The author considers how constructivism, presently known to us essentially as a theory for generating rules of social cooperation, embodies a certain conception of justification that in turn may be thought of as a general theory. It is argued that moral realism and projectivism are by turns platitudinous and unsatisfactory as conceptions of justification; by contrast the general conception of justification in constructivism makes sense of reason giving and coherent rivalry. The author argues that once the right picture of justification is in place, the picture constructivism illustrates or embodies, the problem of moral ontology disappears.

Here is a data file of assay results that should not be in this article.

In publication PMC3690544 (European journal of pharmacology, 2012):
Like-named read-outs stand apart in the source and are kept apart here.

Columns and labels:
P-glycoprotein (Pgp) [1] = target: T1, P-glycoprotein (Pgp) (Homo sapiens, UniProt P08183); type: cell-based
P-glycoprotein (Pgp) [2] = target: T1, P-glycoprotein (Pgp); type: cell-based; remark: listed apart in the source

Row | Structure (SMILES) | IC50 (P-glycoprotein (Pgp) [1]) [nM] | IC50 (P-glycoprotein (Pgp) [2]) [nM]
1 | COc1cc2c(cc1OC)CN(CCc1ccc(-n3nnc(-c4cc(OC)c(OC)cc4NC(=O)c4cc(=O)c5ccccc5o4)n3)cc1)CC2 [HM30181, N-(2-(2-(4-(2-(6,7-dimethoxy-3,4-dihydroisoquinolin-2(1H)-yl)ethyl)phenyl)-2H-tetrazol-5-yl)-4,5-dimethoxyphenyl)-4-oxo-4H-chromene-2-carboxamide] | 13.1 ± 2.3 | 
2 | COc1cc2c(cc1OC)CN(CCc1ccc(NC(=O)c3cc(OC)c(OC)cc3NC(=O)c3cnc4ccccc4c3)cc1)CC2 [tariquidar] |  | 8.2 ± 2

Constructivism Justification theory Moral realism Projectivism Norm-expressivism
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